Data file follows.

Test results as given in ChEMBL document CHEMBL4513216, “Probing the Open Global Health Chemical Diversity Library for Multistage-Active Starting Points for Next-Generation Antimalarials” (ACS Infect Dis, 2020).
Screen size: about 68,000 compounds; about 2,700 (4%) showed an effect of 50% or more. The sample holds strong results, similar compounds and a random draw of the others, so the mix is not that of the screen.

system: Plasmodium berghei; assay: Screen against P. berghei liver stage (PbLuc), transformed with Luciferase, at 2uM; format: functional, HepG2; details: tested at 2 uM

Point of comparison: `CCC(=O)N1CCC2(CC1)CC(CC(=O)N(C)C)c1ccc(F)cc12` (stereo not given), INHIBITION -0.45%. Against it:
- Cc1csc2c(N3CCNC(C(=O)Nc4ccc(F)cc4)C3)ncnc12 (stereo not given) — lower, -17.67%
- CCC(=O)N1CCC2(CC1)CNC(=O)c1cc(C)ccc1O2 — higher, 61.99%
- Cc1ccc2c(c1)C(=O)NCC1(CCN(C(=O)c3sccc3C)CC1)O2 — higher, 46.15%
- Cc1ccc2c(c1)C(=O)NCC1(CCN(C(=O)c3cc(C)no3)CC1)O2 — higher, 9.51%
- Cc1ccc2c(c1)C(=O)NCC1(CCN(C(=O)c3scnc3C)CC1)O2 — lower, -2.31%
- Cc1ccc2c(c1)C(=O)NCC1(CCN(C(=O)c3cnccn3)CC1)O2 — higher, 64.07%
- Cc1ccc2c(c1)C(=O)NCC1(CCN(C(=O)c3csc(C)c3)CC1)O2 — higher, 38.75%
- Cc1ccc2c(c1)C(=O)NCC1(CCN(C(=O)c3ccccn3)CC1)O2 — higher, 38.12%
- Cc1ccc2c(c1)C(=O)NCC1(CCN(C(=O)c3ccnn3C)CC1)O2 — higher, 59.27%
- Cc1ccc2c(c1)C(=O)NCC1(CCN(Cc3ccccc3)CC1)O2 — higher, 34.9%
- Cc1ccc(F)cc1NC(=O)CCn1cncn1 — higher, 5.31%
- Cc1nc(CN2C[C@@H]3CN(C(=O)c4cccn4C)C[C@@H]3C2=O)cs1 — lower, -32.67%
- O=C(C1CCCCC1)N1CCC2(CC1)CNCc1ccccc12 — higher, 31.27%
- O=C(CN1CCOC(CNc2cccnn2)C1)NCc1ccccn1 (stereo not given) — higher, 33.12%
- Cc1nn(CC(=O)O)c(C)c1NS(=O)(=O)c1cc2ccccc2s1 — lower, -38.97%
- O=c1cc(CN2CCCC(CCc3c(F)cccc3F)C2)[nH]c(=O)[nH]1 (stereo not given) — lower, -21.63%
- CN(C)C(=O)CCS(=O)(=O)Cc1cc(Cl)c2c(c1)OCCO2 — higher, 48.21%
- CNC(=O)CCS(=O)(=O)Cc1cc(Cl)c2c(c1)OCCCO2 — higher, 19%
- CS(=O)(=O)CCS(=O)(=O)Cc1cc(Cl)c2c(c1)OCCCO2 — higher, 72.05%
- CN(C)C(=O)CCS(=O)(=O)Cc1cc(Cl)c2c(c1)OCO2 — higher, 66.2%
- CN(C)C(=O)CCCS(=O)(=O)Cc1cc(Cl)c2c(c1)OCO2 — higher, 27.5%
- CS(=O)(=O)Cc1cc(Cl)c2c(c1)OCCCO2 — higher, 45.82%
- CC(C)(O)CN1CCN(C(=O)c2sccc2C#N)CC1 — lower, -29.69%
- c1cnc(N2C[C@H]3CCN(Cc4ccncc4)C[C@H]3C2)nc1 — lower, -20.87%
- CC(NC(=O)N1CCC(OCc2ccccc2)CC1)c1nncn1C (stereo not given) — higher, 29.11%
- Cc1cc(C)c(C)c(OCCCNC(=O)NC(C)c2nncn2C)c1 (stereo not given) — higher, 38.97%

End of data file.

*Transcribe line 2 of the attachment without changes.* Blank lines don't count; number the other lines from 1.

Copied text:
Screen size: about 68,000 compounds; about 2,700 (4%) showed an effect of 50% or more. The sample holds strong results, similar compounds and a random draw of the others, so the mix is not that of the screen.